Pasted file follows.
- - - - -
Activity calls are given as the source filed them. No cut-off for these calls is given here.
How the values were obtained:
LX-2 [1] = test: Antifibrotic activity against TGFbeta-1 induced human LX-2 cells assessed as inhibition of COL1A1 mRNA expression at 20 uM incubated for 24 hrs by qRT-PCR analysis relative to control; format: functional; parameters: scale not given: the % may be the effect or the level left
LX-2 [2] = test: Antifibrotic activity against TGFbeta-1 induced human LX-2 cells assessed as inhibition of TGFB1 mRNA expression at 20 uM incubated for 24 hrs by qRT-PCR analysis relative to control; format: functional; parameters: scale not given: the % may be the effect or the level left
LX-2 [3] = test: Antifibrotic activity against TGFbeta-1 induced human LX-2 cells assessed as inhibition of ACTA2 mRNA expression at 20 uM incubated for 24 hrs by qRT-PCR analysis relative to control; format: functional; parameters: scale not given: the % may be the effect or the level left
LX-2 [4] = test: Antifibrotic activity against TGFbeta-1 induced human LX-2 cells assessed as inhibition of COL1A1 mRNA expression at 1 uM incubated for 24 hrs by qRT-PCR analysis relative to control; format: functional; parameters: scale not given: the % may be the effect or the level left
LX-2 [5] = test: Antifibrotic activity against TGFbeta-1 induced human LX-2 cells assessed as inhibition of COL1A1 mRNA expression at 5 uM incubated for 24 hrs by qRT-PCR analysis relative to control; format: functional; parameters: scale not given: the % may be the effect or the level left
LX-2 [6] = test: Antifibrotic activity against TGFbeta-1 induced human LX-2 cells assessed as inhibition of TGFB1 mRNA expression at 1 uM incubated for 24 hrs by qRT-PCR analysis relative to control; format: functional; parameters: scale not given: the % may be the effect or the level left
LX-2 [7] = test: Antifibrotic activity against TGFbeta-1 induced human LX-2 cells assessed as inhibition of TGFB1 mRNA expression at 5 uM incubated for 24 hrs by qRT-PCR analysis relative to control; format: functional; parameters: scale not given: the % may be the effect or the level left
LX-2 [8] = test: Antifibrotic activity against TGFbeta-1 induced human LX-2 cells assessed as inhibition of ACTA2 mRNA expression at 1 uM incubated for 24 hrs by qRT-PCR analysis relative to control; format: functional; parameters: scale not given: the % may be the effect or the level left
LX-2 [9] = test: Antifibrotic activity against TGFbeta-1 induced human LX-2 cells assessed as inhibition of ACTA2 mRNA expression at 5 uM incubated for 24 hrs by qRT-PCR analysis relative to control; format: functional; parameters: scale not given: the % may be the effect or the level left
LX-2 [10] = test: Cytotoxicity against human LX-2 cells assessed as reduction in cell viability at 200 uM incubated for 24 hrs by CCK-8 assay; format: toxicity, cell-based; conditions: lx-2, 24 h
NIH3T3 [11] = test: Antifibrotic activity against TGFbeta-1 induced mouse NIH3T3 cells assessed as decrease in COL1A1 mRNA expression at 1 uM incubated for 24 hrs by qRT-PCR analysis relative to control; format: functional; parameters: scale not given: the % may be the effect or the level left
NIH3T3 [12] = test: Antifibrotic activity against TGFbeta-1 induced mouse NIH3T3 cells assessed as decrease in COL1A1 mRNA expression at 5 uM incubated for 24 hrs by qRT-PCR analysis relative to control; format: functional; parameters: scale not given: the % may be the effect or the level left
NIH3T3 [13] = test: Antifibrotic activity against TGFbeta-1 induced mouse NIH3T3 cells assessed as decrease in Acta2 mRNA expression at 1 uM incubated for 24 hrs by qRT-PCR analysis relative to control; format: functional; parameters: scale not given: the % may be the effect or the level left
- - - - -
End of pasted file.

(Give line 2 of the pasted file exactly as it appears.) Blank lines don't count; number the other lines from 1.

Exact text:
How the values were obtained: